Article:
Mr. Browne: The hon. Gentleman makes a reasonable point about where the emphasis should lie. If the new clause does not cater for that point sufficiently, it is because it was inspired by representations from many charities keen for progress to be made.

In Committee, I tabled an amendment to create a reserve power allowing a register of dormant accounts to be set up in the triennial report, if the scheme’s reuniting practices were found to be inadequate, but the Government were reluctant to accept that reporting requirement. However, Government new clause 3 introduced a mechanism allowing for a one-off report after three years to consider how the legislation has worked out. New clause 1 is particularly appropriate given the adoption of Government new clause 3. If the report were to find that the ability to reunite charitable organisations with legacies intended for them is inadequate, new clause 1 would be all the more valuable.

In the Lords, an amendment to introduce a reserve power to create a register was narrowly defeated—this takes me to the crux of new clause 1. It had been argued that it was desirable for individuals to be able to access a register to find moneys that were rightfully theirs. Concerns were expressed, although representations were made that those concerns were unfounded, that a database that was drawn so widely and accessed by a large number of people might cause problems. New clause 1 has been drawn much more tightly to take account of those concerns.

5 pm

New clause 1 seeks to give the Treasury the reserved power to create a register to allow registered charities—not any organisation, but registered charities—to search for legacies left to them. Under subsection (2)(b), the register would be regulated by a registrar. Under subsection (2)(c), the search would be conducted across all dormant accounts that were registered. Subsection (2)(d) would provide the Treasury with flexibility to include other stipulations as it saw fit, and require it to consult those who were likely to be affected.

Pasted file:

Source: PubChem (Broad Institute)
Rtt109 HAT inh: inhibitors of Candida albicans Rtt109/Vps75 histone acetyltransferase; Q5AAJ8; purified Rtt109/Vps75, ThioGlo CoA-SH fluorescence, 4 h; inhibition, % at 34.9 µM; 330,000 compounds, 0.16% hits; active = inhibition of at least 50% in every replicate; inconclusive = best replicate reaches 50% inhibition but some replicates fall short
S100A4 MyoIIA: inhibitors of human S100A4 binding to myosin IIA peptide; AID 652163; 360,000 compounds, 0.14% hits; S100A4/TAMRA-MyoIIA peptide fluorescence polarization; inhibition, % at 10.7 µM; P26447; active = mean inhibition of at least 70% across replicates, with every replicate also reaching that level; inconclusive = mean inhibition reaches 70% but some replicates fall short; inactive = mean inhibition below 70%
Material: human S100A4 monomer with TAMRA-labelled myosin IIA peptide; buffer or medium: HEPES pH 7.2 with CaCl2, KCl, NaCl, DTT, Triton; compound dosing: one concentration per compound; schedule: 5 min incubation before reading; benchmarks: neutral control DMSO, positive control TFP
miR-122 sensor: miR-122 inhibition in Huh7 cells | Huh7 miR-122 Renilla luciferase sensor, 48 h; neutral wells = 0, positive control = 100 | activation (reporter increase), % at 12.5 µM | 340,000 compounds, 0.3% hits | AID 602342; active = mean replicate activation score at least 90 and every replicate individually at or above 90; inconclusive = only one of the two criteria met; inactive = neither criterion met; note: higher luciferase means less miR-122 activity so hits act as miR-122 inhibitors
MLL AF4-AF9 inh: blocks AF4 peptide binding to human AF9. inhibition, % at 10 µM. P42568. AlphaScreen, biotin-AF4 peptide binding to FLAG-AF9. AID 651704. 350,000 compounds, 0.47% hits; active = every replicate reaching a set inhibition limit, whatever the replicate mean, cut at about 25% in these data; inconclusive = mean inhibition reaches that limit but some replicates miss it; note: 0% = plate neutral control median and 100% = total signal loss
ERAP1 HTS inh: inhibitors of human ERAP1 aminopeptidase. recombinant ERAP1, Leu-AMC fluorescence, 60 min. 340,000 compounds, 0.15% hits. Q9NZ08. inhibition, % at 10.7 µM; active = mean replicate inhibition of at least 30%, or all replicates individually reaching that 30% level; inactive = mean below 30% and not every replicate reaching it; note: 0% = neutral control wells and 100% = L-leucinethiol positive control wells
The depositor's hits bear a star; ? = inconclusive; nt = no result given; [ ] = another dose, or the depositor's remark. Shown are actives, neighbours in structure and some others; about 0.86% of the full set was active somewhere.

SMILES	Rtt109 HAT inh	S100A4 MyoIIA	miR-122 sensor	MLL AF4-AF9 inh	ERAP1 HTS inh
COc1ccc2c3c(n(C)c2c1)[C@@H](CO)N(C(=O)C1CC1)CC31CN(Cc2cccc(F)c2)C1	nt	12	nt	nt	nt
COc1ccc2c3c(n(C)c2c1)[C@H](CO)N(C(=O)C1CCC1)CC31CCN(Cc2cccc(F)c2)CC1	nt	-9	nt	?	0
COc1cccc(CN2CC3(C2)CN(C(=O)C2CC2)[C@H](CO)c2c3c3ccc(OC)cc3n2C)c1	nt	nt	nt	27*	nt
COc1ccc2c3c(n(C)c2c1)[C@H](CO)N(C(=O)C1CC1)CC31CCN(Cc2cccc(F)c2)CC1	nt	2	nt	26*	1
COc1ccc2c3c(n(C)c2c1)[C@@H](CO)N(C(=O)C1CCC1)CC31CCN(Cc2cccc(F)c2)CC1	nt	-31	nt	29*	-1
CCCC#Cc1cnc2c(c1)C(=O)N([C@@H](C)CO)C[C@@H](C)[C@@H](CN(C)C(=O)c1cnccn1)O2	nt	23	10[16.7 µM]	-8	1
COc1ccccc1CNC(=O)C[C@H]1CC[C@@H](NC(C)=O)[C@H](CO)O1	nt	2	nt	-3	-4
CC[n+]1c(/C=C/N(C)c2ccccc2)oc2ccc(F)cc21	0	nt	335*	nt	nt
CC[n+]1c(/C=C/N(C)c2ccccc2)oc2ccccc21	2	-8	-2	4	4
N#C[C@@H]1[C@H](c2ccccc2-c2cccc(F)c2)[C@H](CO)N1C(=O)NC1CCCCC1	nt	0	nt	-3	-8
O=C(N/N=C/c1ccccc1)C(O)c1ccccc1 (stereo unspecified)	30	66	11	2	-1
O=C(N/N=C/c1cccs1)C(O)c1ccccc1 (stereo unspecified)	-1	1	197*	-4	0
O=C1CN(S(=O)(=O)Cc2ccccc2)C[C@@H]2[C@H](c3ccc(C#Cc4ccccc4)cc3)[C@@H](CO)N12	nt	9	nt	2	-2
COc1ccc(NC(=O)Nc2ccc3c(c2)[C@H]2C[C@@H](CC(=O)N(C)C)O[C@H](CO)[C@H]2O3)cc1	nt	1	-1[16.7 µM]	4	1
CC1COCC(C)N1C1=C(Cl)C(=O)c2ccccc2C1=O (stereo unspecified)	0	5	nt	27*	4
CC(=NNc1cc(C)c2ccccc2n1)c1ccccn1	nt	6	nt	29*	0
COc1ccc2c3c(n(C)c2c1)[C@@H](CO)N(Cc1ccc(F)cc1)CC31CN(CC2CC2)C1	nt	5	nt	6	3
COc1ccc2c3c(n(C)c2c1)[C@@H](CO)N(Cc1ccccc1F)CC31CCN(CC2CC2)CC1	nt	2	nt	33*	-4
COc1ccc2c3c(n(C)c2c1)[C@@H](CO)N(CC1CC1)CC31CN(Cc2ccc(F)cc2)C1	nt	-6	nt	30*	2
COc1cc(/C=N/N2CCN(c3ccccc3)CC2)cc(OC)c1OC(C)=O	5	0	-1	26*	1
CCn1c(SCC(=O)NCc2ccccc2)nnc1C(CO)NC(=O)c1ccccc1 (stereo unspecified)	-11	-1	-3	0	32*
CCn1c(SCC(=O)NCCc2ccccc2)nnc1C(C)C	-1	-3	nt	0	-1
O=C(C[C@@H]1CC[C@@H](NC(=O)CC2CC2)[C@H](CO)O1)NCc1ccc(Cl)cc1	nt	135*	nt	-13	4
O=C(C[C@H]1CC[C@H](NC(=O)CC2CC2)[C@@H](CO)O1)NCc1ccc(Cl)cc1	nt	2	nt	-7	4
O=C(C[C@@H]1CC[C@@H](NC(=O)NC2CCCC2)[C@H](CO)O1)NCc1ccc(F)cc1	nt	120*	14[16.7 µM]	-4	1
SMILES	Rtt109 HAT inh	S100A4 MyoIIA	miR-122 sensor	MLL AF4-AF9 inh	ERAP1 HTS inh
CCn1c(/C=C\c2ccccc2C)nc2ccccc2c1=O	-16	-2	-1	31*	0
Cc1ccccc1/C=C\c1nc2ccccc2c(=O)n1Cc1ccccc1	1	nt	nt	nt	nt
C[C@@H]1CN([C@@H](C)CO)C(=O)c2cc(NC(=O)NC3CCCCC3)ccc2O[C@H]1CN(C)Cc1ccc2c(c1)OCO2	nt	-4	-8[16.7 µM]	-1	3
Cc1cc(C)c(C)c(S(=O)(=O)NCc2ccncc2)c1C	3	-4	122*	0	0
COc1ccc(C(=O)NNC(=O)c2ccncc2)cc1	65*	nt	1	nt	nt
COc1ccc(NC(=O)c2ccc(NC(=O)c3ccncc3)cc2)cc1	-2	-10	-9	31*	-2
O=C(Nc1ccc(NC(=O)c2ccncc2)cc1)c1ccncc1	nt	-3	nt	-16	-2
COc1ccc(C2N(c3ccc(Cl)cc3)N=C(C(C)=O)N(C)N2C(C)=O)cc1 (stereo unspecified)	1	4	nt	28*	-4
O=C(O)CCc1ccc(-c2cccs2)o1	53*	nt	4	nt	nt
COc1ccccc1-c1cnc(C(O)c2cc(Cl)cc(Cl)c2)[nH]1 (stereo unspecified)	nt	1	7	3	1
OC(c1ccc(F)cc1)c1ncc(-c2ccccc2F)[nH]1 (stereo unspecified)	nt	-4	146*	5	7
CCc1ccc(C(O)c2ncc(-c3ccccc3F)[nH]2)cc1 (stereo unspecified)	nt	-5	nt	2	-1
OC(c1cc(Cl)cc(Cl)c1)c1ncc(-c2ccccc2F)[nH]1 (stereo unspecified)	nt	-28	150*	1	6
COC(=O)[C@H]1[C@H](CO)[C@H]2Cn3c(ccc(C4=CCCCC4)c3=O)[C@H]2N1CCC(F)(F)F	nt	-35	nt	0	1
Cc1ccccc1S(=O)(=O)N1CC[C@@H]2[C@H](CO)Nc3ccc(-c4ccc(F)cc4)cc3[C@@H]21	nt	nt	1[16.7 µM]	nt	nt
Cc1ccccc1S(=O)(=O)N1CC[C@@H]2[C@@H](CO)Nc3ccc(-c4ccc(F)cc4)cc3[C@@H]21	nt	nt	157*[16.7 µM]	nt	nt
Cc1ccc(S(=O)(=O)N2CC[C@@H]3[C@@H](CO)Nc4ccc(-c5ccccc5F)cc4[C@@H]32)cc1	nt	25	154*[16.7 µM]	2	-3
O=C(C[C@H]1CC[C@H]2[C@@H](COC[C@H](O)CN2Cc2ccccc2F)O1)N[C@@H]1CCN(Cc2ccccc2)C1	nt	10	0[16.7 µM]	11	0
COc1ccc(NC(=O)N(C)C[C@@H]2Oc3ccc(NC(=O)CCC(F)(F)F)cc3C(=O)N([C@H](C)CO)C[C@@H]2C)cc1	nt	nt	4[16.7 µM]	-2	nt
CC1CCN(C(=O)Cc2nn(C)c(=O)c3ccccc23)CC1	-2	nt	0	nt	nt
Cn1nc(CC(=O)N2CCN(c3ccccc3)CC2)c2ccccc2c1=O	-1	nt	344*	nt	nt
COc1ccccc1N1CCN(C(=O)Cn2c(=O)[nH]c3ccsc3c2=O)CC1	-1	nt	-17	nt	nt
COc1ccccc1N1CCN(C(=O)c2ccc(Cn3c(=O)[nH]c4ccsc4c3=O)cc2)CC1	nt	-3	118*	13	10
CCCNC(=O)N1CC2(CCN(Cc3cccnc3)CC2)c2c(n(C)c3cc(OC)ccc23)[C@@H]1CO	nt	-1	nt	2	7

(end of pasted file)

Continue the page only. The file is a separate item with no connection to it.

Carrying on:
That is the essence of the proposal. I know that some concerns have been expressed, not least by the Conservative party, about whether a register would infringe people’s rightful expectations about data protection. I take those concerns seriously, because I share them. However, the
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advice that I have heard—other Members have received these representations, too—is that the new clause tabled by me and supported by Members of all three main parties would, as worded, not cause undue concern in that regard. The charities would have limited access to information and data that they would find useful in trying to access the legacy money that I described, which is essential to them, but people’s rightful expectations of privacy would not be infringed. Crucially—this is, in a way, a concession made by me and by others who share my view—that access would be restricted to registered charities only.

Some people have particular concerns. The United States, Canada and Ireland, as I understand it, all have registers as part of their dormant bank accounts initiatives, which have not been found to be susceptible to fraud and have not given rise to the type of concerns that some might have about the proposal in new clause 1. As to experience from abroad, the concession that has been made in terms of limiting charities’ access to the register is an attempt to find the common ground that has typified most of our deliberations on the Bill.

I hope that for all those reasons, as well as our collective desire for charities not only to raise as much money as possible but to raise money that was intended for them and for the causes that they wish to pursue, the new clause will be looked on sympathetically by Members from both sides of the House, and might even become part of the legislation.